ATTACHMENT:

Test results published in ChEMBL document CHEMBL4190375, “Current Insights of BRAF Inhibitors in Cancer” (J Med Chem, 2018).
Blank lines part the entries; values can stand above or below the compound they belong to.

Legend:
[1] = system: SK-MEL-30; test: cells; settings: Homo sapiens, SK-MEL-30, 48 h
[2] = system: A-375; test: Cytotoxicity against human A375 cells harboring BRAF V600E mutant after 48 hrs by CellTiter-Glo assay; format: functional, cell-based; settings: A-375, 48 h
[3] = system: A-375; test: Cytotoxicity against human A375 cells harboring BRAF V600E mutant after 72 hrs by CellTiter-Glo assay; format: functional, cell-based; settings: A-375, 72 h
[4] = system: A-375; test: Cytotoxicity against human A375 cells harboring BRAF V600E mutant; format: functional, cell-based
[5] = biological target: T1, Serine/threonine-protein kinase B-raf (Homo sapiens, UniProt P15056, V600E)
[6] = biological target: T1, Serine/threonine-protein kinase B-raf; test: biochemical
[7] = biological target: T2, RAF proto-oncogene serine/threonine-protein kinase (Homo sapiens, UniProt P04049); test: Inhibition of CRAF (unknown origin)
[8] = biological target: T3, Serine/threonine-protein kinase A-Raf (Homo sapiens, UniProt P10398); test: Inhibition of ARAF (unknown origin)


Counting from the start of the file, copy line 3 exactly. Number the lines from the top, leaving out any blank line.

Legend: